African art has become one of the most sought after, from sculptures, to written art and even painted art forms. African art is based on rich traditions and culture of the continent. Perhaps of greater interest are the western art forms which have taken precedence in terms of African finds. This is because these art forms hold meaning even in today’s world. Modern African artists have been found to duplicate the same traditional art forms sometimes with the use of modern materials. The art forms continue to hold a vital place in the traditions of the continent even as such continent becomes modernized.
One of the most important aspects of African culture is that it is often gender focused. From traditional to modern times, western African tribes have continues to be concerned and to generate art around the issue of fertility. Fertility plays a major role in ensuring the continuation of the tribe, ensuring that the families have legacy and so on. Women who were infertile were often banished and frowned upon. They were considered cursed and in some cases even killed so that they would not shame their families and tribes any more. The Yoruba people especially have often used various art forms to explain and show the issues plaguing the community. A quick study of these art forms reveals the concern for fertility in addition to the underlying factors. There are several art forms from this tribe which pay homage to the women of the community, their fertility and their ability to bring newer generations to the tribe. The visual art from this tribe is especially telling, showing similarities in nature as well as differences.
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This sculpture pays tribute to the Yoruba tribe’s fascination and indeed obsession with twins. (Harris 1996) shows that the tribe is not only fascinated with twins but in the recent past has become the centre of attention for the high rate of twin births in the rural village. The sculpture is made of soft wood and depicts a mother holding her two twin babies. The woman in the sculpture appears to be smiling though not at her babies. There are many analysis and explanations for this sculpture. Twins in Yoruba land have an exceptional level and standard. The community goes as far as worshipping the twins.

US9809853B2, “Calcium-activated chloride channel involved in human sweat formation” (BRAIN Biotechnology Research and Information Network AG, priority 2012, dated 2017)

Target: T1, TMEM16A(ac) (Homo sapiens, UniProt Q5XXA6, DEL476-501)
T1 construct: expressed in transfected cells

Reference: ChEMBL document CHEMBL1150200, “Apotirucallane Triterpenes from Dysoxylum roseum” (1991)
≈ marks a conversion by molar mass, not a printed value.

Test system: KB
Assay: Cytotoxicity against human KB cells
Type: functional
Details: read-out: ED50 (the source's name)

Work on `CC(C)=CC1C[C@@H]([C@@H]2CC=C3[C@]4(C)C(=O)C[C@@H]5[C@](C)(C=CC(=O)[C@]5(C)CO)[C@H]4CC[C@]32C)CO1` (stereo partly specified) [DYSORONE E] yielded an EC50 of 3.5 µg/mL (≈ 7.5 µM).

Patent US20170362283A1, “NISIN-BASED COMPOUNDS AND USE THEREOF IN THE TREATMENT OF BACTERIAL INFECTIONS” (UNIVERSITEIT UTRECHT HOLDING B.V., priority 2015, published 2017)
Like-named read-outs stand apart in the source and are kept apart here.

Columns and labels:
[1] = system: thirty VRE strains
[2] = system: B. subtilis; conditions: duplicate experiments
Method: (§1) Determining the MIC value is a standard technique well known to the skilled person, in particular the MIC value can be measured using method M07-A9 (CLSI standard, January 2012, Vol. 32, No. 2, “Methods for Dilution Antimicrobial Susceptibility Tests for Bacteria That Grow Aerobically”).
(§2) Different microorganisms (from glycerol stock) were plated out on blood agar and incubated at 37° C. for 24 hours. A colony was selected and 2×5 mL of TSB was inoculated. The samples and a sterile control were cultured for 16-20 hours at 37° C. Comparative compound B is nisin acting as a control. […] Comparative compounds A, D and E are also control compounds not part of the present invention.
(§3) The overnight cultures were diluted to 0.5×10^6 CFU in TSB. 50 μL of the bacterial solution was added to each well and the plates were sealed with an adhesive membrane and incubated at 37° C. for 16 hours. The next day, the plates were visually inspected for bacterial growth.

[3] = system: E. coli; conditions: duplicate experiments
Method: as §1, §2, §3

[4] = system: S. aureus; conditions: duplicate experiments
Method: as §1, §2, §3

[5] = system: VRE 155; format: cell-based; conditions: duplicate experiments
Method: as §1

Based on this assumption, there are those art critics such as (Lawal 2012) indicates that the sculpture shows the standing of the artist with regard to the twin worship by the Yoruba. In this tribe the twins are not only given a high standing, they are in fact considered a good omen. Often women seek out twins to call on their fellow twins. A woman who wants to have twins for example could rub a win baby on her womb hoping that said baby will bring her luck of the twins. This sculpture therefore could have nothing to do with the woman but rather the babies. The twins themselves are the focus of the art with the woman being a by stander. Evidence of this can be found in the details that the artist has given to the babies. While the woman seems not to have intricate detail, the babies she is holding are closely designed with intricate patterns for their hair, even their eyes seem to be lifelike.
The tradition surrounding the twins is strong in this small village. In fact (Abiodun 2014) cites that twins may not be as big celebrities as their own mothers. He disagrees that the focus of the artist is on the twins but insists that the sculpture is a tribute to the woman herself. Often tribe members appease the mother of twins by bringing her gifts including animals and farm produce. It is believed that the mother of twins can sue her babies to harm anyone and bring disaster upon the village. As such she should be well taken care of, and granted her every wish. Her husband lives by appeasing her. In some clans, the women become like small gods appeased to use their powers for healing, and even brining riches and wealth. (Harris 1996) says that the plain nature of the woman in the sculpture is because of the respect granted to her. She does not need patterns or an intricate design to bring out her beauty comes from the simple fact that the gods have favored her because of her pure heart.